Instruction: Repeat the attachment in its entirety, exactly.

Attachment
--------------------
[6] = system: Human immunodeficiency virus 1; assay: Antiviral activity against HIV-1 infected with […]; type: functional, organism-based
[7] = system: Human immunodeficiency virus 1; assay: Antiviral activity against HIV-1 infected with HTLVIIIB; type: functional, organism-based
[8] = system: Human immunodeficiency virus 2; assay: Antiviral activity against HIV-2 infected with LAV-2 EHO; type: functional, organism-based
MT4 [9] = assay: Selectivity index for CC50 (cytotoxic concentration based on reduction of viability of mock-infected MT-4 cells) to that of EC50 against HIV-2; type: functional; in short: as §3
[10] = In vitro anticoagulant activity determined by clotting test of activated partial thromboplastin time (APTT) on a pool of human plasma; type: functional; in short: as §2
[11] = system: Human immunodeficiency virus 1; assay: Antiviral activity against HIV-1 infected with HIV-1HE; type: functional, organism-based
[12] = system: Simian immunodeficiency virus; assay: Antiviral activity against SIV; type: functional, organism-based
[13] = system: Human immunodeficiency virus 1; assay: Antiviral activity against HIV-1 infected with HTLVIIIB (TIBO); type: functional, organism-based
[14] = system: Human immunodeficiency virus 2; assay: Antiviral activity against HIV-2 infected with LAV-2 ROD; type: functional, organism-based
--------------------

[6] = system: Human immunodeficiency virus 1; assay: Antiviral activity against HIV-1 infected with […]; type: functional, organism-based
[7] = system: Human immunodeficiency virus 1; assay: Antiviral activity against HIV-1 infected with HTLVIIIB; type: functional, organism-based
[8] = system: Human immunodeficiency virus 2; assay: Antiviral activity against HIV-2 infected with LAV-2 EHO; type: functional, organism-based
MT4 [9] = assay: Selectivity index for CC50 (cytotoxic concentration based on reduction of viability of mock-infected MT-4 cells) to that of EC50 against HIV-2; type: functional; in short: as §3
[10] = In vitro anticoagulant activity determined by clotting test of activated partial thromboplastin time (APTT) on a pool of human plasma; type: functional; in short: as §2
[11] = system: Human immunodeficiency virus 1; assay: Antiviral activity against HIV-1 infected with HIV-1HE; type: functional, organism-based
[12] = system: Simian immunodeficiency virus; assay: Antiviral activity against SIV; type: functional, organism-based
[13] = system: Human immunodeficiency virus 1; assay: Antiviral activity against HIV-1 infected with HTLVIIIB (TIBO); type: functional, organism-based
[14] = system: Human immunodeficiency virus 2; assay: Antiviral activity against HIV-2 infected with LAV-2 ROD; type: functional, organism-based